I never feel particularly bad when I can hear my chain and there’s an inch of salt and sand on everything, but knowing that your parts are clean and slicked with grease has a real Zen to it.
Long overdue, I flipped Bikeasaurus Rex (sue me, Velominati!) and treated him to a deep cleaning today to get rid of some of the salt and sand buildup which had slowly been driving me insane in the deep Massachusetts winter. Since we’ve had back to back snowstorms and temperatures well below freezing, I’m only riding a few miles a day, but this short commute has been coating the bike from top to bottom in grime.
Luckily, none of it damages anything. I committed this season to stainless steel for my chain and cables, and I’ve got relatively nice components, so all the salt in the world rinses off with no trace of it’s existence other than a bit of rust inside my frame (which is somewhat ignorable).
I’m no professional, but my cleaning ritual goes something like this:
Part I: Dust Busting
First, I ditch my wheels and set them aside. Cleaning starts by getting rid of the superficial, easy-to-spot dirt. With the bike completely dry, I use a Pedro’s bike brush (any soft bristled brush will do) to rub off all the caked-on sand. I do this outside, with a door open, because clouds of road grime billow off the bike. When I’m finished, I’ve got a cleaner frame with dirt still lodged in all the nooks and crannies.
Part II: Nooks and Crannies
Using a tube brush, I get the dust out from hard-to-reach places like my derailleur, cranks, pedals, joints in the frame, and my disc brake. A toothbrush also comes in handy, but test tube cleaning brushes are the best. Everything is still dry.
Part III: Wet and Wild
When it’s summer, I’d hose the bike down. Since it’s winter, I use a wet sponge to go over everything I can reach to get rid of the last remaining bastions of dust and dirt. A wet rag can slide underneath cables and between your crank and your bottom bracket, as well as behind your rim brakes. I slick the whole bike down, then mop up the muddy water with a paper towel or clean rag.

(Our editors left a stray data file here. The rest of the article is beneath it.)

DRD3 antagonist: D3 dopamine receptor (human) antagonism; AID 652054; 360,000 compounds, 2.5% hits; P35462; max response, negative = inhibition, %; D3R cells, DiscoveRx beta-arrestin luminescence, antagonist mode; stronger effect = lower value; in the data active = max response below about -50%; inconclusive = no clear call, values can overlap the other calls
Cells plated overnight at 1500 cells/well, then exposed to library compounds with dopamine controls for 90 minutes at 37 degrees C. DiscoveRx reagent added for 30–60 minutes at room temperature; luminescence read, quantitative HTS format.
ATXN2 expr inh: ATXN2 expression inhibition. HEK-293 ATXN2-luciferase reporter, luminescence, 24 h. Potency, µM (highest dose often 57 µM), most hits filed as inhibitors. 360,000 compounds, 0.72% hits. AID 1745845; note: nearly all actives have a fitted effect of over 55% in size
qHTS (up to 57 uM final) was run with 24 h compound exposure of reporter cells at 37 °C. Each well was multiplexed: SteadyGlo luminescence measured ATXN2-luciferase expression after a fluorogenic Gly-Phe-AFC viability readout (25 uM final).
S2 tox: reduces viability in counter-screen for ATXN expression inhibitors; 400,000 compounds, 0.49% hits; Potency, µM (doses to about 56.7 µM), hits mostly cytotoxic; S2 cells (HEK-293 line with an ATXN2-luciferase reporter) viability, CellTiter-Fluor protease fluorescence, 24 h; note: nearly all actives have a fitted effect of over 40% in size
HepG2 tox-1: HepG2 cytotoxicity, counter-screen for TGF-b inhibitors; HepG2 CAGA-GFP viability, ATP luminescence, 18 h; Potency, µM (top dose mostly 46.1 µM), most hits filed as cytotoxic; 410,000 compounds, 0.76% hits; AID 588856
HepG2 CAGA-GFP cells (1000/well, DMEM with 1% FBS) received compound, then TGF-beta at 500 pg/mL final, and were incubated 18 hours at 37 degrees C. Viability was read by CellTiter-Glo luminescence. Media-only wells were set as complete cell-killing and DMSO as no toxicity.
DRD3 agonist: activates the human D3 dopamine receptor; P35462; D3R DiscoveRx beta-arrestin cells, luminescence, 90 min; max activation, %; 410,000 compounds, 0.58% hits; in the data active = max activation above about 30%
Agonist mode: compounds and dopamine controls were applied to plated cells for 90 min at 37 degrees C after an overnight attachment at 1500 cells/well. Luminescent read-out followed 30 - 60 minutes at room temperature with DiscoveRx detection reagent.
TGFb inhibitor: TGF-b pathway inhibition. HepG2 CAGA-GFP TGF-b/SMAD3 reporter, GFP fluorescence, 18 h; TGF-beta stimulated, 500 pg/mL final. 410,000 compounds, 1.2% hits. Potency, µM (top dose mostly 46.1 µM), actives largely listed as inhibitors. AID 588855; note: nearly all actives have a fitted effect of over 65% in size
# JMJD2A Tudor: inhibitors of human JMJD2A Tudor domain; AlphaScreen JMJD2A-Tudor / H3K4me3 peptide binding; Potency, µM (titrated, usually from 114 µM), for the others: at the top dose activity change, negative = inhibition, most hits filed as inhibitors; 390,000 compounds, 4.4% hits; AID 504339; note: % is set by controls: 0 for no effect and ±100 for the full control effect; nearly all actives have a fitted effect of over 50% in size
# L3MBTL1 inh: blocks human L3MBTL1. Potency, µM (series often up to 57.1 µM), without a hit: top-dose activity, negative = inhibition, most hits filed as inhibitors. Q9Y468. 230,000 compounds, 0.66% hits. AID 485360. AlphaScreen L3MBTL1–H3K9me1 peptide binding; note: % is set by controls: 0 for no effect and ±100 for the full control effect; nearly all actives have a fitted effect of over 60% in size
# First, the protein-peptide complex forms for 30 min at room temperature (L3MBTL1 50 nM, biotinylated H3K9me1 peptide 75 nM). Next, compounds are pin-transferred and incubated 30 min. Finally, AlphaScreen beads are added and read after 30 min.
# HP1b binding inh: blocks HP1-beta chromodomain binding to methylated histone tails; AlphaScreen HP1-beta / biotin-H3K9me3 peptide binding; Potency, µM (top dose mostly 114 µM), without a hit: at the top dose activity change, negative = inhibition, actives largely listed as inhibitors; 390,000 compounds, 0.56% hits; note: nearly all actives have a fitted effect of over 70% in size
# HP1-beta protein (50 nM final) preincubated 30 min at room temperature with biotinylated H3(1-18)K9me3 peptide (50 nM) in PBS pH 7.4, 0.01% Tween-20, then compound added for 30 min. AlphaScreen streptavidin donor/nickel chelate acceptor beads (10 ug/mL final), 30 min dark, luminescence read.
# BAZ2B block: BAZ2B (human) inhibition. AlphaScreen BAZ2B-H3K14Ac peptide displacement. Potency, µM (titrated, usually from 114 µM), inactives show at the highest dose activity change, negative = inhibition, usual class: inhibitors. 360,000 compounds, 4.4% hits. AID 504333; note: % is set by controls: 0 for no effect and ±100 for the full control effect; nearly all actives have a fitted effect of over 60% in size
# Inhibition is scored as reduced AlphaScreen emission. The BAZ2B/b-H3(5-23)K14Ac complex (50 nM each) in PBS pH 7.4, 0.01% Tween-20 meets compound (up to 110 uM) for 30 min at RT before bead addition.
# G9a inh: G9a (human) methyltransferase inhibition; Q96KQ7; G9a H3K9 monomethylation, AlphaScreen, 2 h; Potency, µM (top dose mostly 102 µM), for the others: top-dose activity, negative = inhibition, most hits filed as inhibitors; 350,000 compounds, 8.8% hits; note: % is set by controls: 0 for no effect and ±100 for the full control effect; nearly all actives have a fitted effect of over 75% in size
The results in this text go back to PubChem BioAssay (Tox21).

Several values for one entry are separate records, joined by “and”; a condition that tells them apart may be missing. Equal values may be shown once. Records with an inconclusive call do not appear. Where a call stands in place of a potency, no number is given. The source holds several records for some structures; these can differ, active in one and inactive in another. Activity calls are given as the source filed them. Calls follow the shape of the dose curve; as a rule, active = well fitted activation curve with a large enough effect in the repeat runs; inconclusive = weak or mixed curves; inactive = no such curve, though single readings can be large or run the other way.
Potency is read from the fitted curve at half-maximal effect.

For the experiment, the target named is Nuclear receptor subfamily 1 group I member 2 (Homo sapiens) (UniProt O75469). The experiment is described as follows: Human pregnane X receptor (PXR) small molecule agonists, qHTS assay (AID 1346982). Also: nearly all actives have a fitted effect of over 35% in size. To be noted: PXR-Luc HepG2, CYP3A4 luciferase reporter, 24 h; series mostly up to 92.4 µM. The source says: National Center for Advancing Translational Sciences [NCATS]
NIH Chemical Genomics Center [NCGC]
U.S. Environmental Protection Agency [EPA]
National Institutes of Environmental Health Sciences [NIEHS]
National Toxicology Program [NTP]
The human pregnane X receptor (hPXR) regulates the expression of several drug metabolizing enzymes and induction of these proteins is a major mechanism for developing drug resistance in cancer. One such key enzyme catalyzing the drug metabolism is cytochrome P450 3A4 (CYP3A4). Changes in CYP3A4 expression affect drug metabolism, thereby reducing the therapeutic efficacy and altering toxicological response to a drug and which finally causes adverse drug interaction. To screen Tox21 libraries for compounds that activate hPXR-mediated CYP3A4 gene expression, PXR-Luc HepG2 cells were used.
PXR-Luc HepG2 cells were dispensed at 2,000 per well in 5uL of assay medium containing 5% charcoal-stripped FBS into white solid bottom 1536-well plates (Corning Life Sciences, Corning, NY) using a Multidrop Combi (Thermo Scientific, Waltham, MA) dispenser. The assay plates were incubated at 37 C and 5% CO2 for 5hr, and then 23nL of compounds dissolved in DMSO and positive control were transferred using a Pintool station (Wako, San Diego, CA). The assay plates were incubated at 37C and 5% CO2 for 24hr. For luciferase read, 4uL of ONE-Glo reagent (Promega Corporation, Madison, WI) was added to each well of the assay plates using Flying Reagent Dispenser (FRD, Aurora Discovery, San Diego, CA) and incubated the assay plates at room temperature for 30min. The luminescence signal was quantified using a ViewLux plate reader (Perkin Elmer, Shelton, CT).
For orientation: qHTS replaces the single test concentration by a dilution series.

Part IV: Brush Your Teeth
Now, the chain comes off. A KMC Quick Link makes this easy. Using an old toothbrush (You’re replacing your mouth’s one soon, right?) I give the teeth of my crank and cassette a thorough brushing with water and a citrus degreaser, mixed. Then, I hit my rear and front derailleur, thoroughly scrubbing everything to the best of my abilities. Sometimes, I take the wheels off the rear derailleur and clean out the little axles there. If it moves, apply liquid grease AFTER it dries off.
Part 5: Clean Wheels
We’ve scrubbed the cassette with a toothbrush, but the rim still needs some love. I use a sponge or rag with a little citrus degreaser to cut the grime and I scrub the rim thoroughly. Then, I check my hubs to see how they’re spinning. I’m just starting to clean my own hubs out, having learned from my local bike shop how to replace cup-and-cone bearings. Don’t spray your hose directly on your hubs; the pressure could introduce water to the inside of the hub, and that’s not good.
Part 6: Chain Love
Finally, I soak my chain in citrus degreaser for a few hours. Then, the grime and gunk should just fall right off as the citrus breaks it down. Once my chain is glistening and shiny, I thread it back on the bike, allow it to dry completely, and apply a fresh coat of lubricant.
The bike doesn’t have to look perfect for me (obviously) but I do love a clean bike. Taking care of your drivetrain reduces abrasion damage, giving you longer stretches between maintenance and replacement parts. I’ve probably got another thousand or two miles on my cassette and cranks before anything’s up for a swap, thanks to regular maintenance.